Particles in Maya
Particle in Maya or Particles Maya uses to create numerous dynamic Particle effects, described briefly in this free Maya Particle Tutorial.
Particles in Maya
in Maya Tutorial for 3D animation students.
Particles in Maya take the leading part where HD quality visual effects are the requirements. You can create lots of lots of effects using these Maya Particles. The advantage of this Particles system is the complete flexibility to handle Particles movements and events to generate any kind of effect.
We can take a look at the process of creating a Particle Collision effect inside of Maya. We model a piece of geometry using the polygon modeling technique. Then what we are like to do is to crate some Particles that I want to collide with this piece of geometry. You can use any piece of geometry to follow this Particles in Maya tutorial. Here, we are going to create a real rain-fall effect in Maya using the Dynamic Particles.
Let’s go through the tutorial. To continue this Maya Particles tutorial you have to follow the steps below.
Particles in Maya - Step 1
Create a polygon model to react with the Particles in Maya
At first create a polygon Cube primitive using the menu Create > Polygon Primitives > Cube in the perspective view. Modify the polyCube1 property with Width value 11, Height value 11, Depth value 11 and Subdivisions Width value 2. Position the polyCube1 with Translate Y value 5.5. Now, create another Polygon Cube with Width value 15, Height value 1, Depth value 15 and Subdivisions Width value 2. Then position it with Translate Y value 10. Now, select the middle vertices of both the two cube objects and move them upwards to create the shape of a house like the following image.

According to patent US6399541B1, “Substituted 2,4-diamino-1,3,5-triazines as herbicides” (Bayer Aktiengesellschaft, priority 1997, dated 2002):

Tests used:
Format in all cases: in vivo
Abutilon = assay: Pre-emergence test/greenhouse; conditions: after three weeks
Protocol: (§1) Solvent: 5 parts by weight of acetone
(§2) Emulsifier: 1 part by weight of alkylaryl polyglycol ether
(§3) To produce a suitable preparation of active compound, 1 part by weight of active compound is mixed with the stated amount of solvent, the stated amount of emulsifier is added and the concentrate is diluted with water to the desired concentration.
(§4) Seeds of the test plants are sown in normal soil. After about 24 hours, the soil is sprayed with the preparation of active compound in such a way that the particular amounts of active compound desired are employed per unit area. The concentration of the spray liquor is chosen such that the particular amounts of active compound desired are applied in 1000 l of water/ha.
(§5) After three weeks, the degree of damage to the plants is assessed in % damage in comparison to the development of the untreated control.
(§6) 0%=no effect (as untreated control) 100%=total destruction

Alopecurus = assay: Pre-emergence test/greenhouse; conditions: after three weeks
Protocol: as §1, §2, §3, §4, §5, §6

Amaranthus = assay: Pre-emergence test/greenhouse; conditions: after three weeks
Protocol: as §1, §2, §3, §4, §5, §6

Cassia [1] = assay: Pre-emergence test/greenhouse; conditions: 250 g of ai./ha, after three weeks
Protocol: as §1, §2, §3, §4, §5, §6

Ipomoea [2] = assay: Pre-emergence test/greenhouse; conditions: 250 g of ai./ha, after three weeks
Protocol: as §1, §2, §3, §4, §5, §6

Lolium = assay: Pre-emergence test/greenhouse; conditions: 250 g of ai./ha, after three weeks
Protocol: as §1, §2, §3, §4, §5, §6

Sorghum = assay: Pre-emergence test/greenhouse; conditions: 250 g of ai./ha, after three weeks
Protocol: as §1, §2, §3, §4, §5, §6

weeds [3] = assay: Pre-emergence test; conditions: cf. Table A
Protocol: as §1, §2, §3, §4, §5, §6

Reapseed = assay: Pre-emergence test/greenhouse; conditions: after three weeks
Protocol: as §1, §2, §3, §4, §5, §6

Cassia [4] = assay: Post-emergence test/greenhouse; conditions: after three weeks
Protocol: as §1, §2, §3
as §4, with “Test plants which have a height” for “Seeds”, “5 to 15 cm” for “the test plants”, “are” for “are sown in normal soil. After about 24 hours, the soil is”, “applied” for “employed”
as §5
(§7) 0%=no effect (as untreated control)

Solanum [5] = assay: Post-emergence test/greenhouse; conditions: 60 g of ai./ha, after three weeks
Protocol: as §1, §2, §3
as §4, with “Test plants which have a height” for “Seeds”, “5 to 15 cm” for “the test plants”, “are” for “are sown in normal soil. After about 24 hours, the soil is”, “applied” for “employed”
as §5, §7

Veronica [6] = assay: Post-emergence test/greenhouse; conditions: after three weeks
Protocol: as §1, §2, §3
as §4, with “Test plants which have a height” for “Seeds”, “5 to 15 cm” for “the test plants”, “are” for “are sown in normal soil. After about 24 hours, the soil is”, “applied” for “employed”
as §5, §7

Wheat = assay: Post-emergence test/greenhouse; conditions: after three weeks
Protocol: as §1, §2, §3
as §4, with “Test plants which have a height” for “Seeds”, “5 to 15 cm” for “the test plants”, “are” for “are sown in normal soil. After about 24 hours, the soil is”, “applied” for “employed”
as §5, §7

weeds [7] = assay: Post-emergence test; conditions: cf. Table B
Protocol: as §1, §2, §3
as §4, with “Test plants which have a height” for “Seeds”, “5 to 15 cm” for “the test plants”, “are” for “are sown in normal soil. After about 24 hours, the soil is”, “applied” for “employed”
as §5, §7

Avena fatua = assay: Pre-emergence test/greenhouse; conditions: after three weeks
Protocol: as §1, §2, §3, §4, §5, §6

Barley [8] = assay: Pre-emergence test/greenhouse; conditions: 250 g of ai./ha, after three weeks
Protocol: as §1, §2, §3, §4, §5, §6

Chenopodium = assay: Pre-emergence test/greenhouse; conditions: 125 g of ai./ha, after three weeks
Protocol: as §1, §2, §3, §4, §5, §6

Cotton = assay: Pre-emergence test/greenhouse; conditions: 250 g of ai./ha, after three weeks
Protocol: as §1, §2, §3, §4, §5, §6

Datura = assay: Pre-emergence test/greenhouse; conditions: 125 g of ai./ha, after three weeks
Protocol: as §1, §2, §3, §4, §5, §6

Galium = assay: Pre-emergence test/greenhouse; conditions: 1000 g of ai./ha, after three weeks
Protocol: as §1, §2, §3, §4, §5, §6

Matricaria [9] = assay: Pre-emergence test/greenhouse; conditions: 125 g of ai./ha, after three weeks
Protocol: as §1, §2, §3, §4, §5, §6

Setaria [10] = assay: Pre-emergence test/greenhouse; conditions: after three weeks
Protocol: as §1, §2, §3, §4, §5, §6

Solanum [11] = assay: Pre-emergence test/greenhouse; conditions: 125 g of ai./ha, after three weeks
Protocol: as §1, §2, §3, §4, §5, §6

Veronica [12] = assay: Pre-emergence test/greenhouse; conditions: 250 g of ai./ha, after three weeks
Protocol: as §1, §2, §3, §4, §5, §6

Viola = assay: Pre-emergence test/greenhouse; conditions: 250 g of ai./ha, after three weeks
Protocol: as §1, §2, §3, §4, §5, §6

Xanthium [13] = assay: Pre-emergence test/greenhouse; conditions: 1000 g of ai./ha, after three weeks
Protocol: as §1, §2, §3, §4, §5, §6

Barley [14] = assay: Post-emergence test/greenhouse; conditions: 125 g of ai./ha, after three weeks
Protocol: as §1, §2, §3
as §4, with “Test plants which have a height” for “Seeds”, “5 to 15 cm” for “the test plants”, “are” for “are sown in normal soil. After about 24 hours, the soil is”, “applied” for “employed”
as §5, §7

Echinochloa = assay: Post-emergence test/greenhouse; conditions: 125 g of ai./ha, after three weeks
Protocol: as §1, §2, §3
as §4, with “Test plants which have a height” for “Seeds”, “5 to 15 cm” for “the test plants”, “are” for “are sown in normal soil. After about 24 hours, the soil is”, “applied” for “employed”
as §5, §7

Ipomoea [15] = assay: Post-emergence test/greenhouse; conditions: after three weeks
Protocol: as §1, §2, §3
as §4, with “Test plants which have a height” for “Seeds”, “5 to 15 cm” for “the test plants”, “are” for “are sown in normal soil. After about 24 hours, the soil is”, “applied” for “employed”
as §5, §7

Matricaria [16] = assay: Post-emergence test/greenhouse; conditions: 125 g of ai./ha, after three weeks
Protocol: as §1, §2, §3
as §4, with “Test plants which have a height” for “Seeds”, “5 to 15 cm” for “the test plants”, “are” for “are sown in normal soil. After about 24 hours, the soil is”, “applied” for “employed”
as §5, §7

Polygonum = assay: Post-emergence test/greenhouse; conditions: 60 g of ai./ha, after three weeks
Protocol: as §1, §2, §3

Now is the time to generate Particles to react with the roof of the house.
Particle Maya - Step 2
Creation of a Particle Emitter
At first choose the Dynamics menu sets from the drop-down list in the Status Line. Now you can find the Particles menu in the menu bar. Create an Emitter from the Particles menu. By default the Emitter type is an Omni type. Position the Particles Emitter on top of the roof using the move tool.
Particle in Maya - Step 3
Modifying the Particles Emitter attributes
Press Ctrl+a from the keyboard to open the Attribute Editor window while the Particle emitter is selected. Under the Basic Emitter Attributes category change the Emitter type to Volume from the drop-down list. Alternatively you can change the Particle Emitter type in the Channel Box directly. So that you can increase the volume size of the emitter to get the falling rain effect. Now, change the scale size of the emitter with both Scale X and Scale Z value to 7 from the Transform Attributes category in the Attribute Editor window. Position the emitter with Translate Y value 30.
Particles in Maya - Step 4
Attach a gravity force with the Particles to fall
Now, if you play the animation button then you will find the Particles are generating and moving just outward which is not required. For this simulation the Particles should fall with gravity so that we can get the rain fall effect. To achieve this effect select the Particles either directly from the view-port or as the particle1 node from the Outliner window which you can find in the Window menu and then click on the menu Fields > Gravity. Now, if you play the animation button then you will find the Particles are falling with gravity.
Particle in Maya - Step 5
Re-modifying the Maya Particles attributes
Now, change the Playback End Time value to 1000 in the range slider so that you have lots of time in your hand to work with the simulation. Now, select the Particle emitter and press ‘Ctrl+a’ from the keyboard to open the Attribute Editor.
Particles in Maya - Step 6
Limit the Lifespan of these Maya Particles